Uber hit the accelerator in its most recent funding round. The ride-sharing startup just put the finishing touches on biggest funding round of any technology startup in history, according to PrivCo, which provides financial data on privately-held companies. Uber raised $1.2 billion in its latest funding round from a group of investors including mutual fund giant Fidelity. The round values the company at $17 billion, about five times its valuation from just a year ago.
Just to put things in perspective: Uber’s funding round is nearly as big as the combined largest funding rounds of online home rental company Airbnb, which recently raised $450 million in equity, cell tower company NextG Networks (paywall), and Uber’s own $361 million round a year ago. Uber’s latest capital round also surpasses Facebook, which had raised $1 billion in 2011 (paywall). A later $500 million obtained by Facebook before going public in 2012 is not considered “funding” because it was a so-called secondary offering (secondary offerings aren’t considered funding because they don’t go directly to the company and instead are between one shareholder and another, notes Sam Hamadeh PrivCo founder.)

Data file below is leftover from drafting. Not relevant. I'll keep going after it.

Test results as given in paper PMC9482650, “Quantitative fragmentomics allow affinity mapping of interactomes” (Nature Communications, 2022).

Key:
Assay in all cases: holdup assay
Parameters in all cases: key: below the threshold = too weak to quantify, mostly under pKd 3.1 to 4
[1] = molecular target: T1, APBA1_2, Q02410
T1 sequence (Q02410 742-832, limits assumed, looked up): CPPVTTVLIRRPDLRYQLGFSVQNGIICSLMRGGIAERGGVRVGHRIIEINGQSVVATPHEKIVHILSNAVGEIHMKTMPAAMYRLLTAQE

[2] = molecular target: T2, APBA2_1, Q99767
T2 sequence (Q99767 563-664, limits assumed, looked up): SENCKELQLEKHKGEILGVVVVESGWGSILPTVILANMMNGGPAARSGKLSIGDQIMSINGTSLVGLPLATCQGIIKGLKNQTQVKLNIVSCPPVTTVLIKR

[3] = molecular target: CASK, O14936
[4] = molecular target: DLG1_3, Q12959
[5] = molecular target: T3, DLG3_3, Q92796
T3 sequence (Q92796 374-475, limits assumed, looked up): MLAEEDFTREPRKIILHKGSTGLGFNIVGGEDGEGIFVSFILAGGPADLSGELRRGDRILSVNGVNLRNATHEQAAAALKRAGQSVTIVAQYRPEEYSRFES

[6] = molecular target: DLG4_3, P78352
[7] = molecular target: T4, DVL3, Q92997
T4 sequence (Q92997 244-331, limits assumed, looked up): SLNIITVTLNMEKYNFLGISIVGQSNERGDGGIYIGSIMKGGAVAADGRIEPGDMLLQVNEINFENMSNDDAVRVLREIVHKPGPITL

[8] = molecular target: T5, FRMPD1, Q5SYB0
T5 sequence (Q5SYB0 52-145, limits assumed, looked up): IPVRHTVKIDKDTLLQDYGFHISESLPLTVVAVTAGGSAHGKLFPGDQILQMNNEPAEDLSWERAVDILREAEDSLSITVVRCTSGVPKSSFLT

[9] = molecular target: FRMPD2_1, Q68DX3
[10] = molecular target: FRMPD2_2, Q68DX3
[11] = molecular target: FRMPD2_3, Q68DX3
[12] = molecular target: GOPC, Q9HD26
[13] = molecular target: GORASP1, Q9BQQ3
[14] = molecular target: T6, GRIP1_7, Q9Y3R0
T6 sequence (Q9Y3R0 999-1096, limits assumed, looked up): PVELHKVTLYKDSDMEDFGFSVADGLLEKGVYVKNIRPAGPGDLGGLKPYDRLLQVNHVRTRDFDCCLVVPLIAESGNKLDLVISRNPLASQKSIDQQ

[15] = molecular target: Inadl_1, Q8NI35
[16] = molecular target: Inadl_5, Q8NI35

Uber, like Airbnb, is part of a burgeoning group of new businesses promoting what’s known as the “sharing economy“— collaborative services, like those that facilitate car-sharing or home-sharing, over consumption.
Uber CEO Travis Kalanick confirmed the record late-stage equity raise on the company’s blog, acknowledging the firm’s $17 billon valuation, which also puts it in record territory for a startup.
Bloomberg notes that, at $17 billion, Uber rivals the valuation of well-established, publicly traded companies such as car rental firm Hertz Global and retailer Best Buy. Critics aren’t necessarily buying Uber’s valuation. “Uber’s uber-valuation is a stretch given Uber’s numerous legal and regulatory challenges not fully discounted in Uber’s $17 billion valuation,” said PrivCo president Sam Hamadeh via email. Maybe Hamadeh has a point: Uber is said to be battling more than a dozen lawsuits stemming state and local agencies aiming to limit the company’s car-sharing business. However, that hasn’t driven investors away.